tall. Approx. 12" high healthy banana plant shipped.

Goldfinger Banana tree Banana plant A recent product of
the banana plant breeding program in Honduras, this
cultivar has commercial potential. This banana tree has a
high wind resistance, some cold tolerance, and excellent
disease resistance with s strong pseudostem and base. It
is an outstanding producer of delicious tasting bananas.
Healthy approx 12" high plant with soil.

Pitogo Banana Plant Banana Tree 'Pitogo' is a very
unusual banana. It has a solid green pseudostem 10 to 12
feet in height. Banana resemble tennis balls in size and in
shape they are round not elongated. A Dessert banana
with excellent flavor. 'Pitogo' is a must for serious
collectors. Grows in Zone 8-10. Healthy approx. 12" high
plant with soil shipped.

Praying Hands Banana tree Banana Plant This banana tree
produces perhaps the most unusual and distinctive of all
banana fruits. Two adjacent hands of bananas are fused,
giving the appearance of praying hands. This is not just a
collector’s item, the fruits are delicious ripe, containing a
hint of vanilla flavor. When totally ripe, individual bananas
can be carefully separated from each other. An excellent
all-around plant with some wind resistance it is very
collectible. Healthy approx. 12" tall plant with soil shipped.

Rajapuri Banana Tree Banana Plant The 'Rajapuri' is
small at 6 to 8 feet tall. This banana plant that originated
from India is a first choice for landscaping. The banana
plant is totally green, has a very thick stem and stands up
very well to wind. The leaves are wider than those of most
bananas growing up to 3 feet wide. It is the best plant to
grow in marginal areas or where a grower does not intend
to put much care into the cultivation of bananas. The
heads of fruit are of moderate size with medium sized fruit
that are very sweet. Healthy approx. 12" tall plant with soil
shipped.

Williams Hybrid Banana Tree Banana Plant 'Williams
Hybrid' is one of the main bananas of commerce. This
banana plant grows to 6 to 8 feet. They produce very large
heads of fruit that are sweet and delicious. They are wind
resistant and cold hardy. Healthy approx. 12" high plant
with siol shipped.

1000 Fingers Banana tree banana plant This novelty is as
unique as beautiful. When full grown at 10-12 ft. It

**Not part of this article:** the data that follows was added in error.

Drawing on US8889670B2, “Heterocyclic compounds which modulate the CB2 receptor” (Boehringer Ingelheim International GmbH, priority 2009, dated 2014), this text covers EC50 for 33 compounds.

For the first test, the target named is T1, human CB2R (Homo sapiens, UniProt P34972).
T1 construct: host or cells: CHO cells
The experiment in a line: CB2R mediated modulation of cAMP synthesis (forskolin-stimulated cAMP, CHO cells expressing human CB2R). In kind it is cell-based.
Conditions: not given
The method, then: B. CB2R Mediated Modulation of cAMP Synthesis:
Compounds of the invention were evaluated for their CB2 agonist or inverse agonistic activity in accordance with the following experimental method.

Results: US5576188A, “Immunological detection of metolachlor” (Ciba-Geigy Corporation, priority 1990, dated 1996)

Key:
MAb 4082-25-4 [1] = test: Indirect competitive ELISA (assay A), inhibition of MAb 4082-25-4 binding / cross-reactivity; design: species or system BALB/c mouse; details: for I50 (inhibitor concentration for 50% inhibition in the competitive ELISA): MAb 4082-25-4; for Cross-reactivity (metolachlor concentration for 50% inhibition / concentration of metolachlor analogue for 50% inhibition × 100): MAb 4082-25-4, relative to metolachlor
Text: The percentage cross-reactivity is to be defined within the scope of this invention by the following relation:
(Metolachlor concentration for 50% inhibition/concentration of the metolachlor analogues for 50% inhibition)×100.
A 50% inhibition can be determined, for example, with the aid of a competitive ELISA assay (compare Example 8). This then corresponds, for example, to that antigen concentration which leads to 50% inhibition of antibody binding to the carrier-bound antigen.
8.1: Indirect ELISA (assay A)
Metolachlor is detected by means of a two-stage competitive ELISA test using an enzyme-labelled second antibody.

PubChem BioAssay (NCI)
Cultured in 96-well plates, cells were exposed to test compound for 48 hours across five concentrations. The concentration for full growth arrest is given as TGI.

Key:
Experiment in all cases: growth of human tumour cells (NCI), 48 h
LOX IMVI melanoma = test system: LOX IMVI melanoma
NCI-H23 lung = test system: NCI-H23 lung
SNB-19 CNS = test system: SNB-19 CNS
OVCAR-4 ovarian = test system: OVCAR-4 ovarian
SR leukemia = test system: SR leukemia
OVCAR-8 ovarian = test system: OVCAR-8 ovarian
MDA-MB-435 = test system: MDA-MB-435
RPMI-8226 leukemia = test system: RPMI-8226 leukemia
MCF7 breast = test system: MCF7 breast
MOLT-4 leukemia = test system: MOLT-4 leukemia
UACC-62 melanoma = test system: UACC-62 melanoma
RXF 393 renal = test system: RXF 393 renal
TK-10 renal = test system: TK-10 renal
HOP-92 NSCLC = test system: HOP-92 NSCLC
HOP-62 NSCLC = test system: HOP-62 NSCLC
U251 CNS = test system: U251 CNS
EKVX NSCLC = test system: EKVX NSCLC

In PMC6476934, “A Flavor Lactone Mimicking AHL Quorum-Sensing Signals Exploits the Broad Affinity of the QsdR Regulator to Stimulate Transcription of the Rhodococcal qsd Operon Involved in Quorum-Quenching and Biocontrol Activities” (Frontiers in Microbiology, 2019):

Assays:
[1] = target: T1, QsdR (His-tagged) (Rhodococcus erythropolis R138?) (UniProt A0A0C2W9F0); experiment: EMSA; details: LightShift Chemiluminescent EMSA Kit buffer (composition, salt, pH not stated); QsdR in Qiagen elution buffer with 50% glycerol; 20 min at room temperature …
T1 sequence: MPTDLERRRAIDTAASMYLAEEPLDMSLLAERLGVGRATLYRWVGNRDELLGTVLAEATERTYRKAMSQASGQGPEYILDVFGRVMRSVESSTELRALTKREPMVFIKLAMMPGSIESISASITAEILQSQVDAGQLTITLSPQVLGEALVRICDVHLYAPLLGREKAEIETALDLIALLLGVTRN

produces a stalk of tiny round bananas that can continue
to make fruit until it touches the ground (sometimes 5 ft.
long or more) Mostly used for ornamentation or landscape
however the fruit is edible and sweet.

Banana Leaves for Cooking 2 Big Banana leaves (approx.
4'x 2') for cooking. This is a little more than comes in the
frozen packs available from others. And these are Fresh
cut the day we send. 6 to 12 leaves needed usually for
med. pig. Shipped by priority mail.
See recipes at the banana info page.

More Banana plant info (Banana Leaves Recipes at bottom
of this page)

Banana plants are the largest plants on earth without a
woody stem. They are actually giant herbs of the same
family as lilies, orchids and palms.

Today's commercial banana trees are scientifically
classified into the genus Musa of the Musaceae family.

The Cavendish banana tree is the most common variety of
bananas now imported to the United States. The
Cavendish banana tree is a shorter, stubbier plant than
earlier varieties. It was developed to resist plant diseases,
insects and windstorms better than its predecessors. The
Cavendish banana tree fruit is of medium size, has a
creamier, smooth texture, and a thinner peel than earlier
varieties.

Banana trees are perennial crops that are grown and
harvested year-round. The banana plant does not grow
from a seed but rather from a rhizome or bulb. Each fleshy
banana plant bulb will sprout new shoots year after year.

Each banana plant bears only one stem of fruit. To
produce a new stem, only two shoots - known as the
daughter and the granddaughter - are allowed to grow and
be cultivated from the main banana plant.

The banana tree reaches its full height of 6 to 25 feet in
about one year. The trunk of a banana plant is made of
sheaths of overlapping leaves, tightly wrapped around
each other like celery stalks.

When a banana tree leaf formation is completed, a
flowering stalk emerges from the top and a large bud
grows downward from the stalk's tip. Purplish leaves
around the bud unfold and banana blossoms are revealed.
Each female blossom becomes an individual banana fruit.

On each banana tree stem, ten or more bananas growing